But that original question had us digging for a non-GMO dry food. And it turned up two, Carna4 and Farmina.
Carna4, from Canada, offers two different dog food formulas with no meal ingredients and uses only GMO-free ingredients including sprouted seeds. They are currently working on a cat formula.
Farmina, from Italy, offers a variety of dog and cat food formulas. Both grain-free and ancestral grain formulas are available. Since it is produced in Italy, a non-GMO country, it is GMO-free.
We’re still looking into Nature’s Logic which claims its millet has been certified as GMO-free. Since it uses meal ingredients, a question remains about how consistent the source is for its raw materials and whether it is truly a GMO-free food.
Do you know of any other GMO-free dry pet foods?
If so, let us know so the news can be shared with other clients who are interested in these types of food. We’ll continue to sniff around and have now added GMOs to our list of evaluation questions when investigating new foods.
And if you’re interested in samples of Farmina or Carn4, just let us know. We’ll be happy to include a sample with your next order.
There are quite a few new products introduced each year. GMO-free may be one interesting way for a company to set itself apart from the dozens of other foods on the market.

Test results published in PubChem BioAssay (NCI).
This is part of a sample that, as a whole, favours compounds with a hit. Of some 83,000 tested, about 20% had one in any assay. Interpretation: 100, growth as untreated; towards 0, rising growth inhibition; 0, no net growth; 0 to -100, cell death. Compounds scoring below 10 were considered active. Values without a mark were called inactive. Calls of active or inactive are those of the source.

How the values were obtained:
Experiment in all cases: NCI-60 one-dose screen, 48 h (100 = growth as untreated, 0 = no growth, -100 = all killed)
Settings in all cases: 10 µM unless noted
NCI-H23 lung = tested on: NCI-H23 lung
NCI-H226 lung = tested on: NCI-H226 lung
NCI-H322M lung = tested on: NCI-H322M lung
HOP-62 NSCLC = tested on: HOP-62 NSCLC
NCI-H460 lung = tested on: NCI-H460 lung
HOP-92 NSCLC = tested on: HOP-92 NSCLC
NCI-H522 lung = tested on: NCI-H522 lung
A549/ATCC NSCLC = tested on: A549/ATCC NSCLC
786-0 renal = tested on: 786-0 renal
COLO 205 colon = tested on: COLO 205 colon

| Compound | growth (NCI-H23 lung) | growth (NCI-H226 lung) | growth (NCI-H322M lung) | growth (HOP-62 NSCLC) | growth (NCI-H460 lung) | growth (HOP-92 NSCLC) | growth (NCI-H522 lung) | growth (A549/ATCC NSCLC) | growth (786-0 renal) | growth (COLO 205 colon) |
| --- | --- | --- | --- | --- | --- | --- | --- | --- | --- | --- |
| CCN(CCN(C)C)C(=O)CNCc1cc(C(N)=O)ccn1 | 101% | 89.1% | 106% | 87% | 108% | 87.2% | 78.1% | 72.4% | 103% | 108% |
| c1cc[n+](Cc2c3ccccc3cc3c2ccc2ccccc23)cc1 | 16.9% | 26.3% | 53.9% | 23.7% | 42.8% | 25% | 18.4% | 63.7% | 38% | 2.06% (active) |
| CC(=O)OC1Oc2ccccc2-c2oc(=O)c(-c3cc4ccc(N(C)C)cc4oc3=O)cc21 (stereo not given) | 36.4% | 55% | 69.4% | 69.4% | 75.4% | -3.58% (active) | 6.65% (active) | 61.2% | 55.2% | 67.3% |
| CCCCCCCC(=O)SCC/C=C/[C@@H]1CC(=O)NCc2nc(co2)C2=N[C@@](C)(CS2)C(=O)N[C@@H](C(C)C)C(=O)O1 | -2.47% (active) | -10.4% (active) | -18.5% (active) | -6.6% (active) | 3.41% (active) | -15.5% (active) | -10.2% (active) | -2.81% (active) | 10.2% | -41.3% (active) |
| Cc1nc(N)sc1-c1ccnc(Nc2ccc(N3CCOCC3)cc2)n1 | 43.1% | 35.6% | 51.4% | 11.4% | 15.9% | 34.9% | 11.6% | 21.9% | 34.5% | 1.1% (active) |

You don’t have to limit yourself to these two dry GMO-free formulas. Talk to us about your raw, dehydrated or freeze-dried options as well. These minimally processed foods offer more variety and pack a nutritional punch far superior to any processed kibble.
Read more about GMOs in food on the Non-GMO Project website
Scott Cook says
Just thinking out loud.
Here in the US, the moment the first OPEN field of GMO crop was planted, I think all bets were off. Wildlife, wind, mother nature would ensure cross-pollinating of GMO DNA / Cells across the land. I’m simply using logic here. Unless a field of GMO crops were in a bubble, the GMO genetics have spread; albeit not intentionally. So Protein sources, grains, fruits, veggies, etc…..will all be GMO now; it’s too late.
So my question is, given the above logic…..how can ANYONE claim their dog food is GMO free? I simply do not believe it.
Good thoughts, Scott. I’d have to agree to a certain extent. But on the flip side, despite our best efforts, some things are bound to get through whatever safeguards we put in place. Just think of what’s in the air we breathe, although we go out of our way to keep from sucking up pollutants. Or our water.
With GMO, it’s no different and all a matter of degree. We can start by avoiding any labelled GMO products, then move to actively looking items with non-GMO testing and approval. What goes into that testing and approval is certainly up for scrutiny, but it seems to be the best we can do.